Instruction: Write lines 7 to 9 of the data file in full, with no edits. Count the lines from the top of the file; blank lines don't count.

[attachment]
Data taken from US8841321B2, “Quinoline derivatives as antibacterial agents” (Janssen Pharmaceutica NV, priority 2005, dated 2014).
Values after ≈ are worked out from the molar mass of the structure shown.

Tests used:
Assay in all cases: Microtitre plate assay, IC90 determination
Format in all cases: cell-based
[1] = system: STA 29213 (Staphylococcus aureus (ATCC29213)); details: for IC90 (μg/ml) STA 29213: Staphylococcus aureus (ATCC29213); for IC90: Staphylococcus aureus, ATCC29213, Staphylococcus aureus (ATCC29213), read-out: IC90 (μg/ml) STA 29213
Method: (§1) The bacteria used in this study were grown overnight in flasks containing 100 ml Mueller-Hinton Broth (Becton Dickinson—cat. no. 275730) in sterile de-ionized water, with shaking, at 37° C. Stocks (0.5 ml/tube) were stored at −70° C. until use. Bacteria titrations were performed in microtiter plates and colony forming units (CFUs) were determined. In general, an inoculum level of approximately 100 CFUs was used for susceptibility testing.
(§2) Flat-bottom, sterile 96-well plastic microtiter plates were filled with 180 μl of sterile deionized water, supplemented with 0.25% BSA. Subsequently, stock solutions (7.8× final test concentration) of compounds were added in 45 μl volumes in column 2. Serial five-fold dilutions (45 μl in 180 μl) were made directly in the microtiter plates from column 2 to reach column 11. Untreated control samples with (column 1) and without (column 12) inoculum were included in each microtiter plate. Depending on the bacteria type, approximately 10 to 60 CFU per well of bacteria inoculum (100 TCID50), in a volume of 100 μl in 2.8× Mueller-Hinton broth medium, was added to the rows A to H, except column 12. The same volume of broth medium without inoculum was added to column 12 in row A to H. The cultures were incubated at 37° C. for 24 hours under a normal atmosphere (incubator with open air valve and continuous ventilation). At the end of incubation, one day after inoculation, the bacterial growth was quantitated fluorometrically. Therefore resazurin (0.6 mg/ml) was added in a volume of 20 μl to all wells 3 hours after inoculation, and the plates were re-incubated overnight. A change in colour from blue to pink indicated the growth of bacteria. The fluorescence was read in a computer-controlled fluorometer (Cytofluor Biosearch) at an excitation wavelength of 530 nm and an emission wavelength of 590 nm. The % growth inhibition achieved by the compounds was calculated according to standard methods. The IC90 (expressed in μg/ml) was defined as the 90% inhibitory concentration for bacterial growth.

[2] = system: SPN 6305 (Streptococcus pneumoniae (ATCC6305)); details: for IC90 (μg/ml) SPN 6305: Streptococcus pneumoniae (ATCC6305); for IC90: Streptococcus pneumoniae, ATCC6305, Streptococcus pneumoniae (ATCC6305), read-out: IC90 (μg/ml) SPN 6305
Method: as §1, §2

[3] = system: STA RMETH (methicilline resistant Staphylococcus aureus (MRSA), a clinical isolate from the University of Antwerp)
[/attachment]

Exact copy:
Method: (§1) The bacteria used in this study were grown overnight in flasks containing 100 ml Mueller-Hinton Broth (Becton Dickinson—cat. no. 275730) in sterile de-ionized water, with shaking, at 37° C. Stocks (0.5 ml/tube) were stored at −70° C. until use. Bacteria titrations were performed in microtiter plates and colony forming units (CFUs) were determined. In general, an inoculum level of approximately 100 CFUs was used for susceptibility testing.
(§2) Flat-bottom, sterile 96-well plastic microtiter plates were filled with 180 μl of sterile deionized water, supplemented with 0.25% BSA. Subsequently, stock solutions (7.8× final test concentration) of compounds were added in 45 μl volumes in column 2. Serial five-fold dilutions (45 μl in 180 μl) were made directly in the microtiter plates from column 2 to reach column 11. Untreated control samples with (column 1) and without (column 12) inoculum were included in each microtiter plate. Depending on the bacteria type, approximately 10 to 60 CFU per well of bacteria inoculum (100 TCID50), in a volume of 100 μl in 2.8× Mueller-Hinton broth medium, was added to the rows A to H, except column 12. The same volume of broth medium without inoculum was added to column 12 in row A to H. The cultures were incubated at 37° C. for 24 hours under a normal atmosphere (incubator with open air valve and continuous ventilation). At the end of incubation, one day after inoculation, the bacterial growth was quantitated fluorometrically. Therefore resazurin (0.6 mg/ml) was added in a volume of 20 μl to all wells 3 hours after inoculation, and the plates were re-incubated overnight. A change in colour from blue to pink indicated the growth of bacteria. The fluorescence was read in a computer-controlled fluorometer (Cytofluor Biosearch) at an excitation wavelength of 530 nm and an emission wavelength of 590 nm. The % growth inhibition achieved by the compounds was calculated according to standard methods. The IC90 (expressed in μg/ml) was defined as the 90% inhibitory concentration for bacterial growth.

[2] = system: SPN 6305 (Streptococcus pneumoniae (ATCC6305)); details: for IC90 (μg/ml) SPN 6305: Streptococcus pneumoniae (ATCC6305); for IC90: Streptococcus pneumoniae, ATCC6305, Streptococcus pneumoniae (ATCC6305), read-out: IC90 (μg/ml) SPN 6305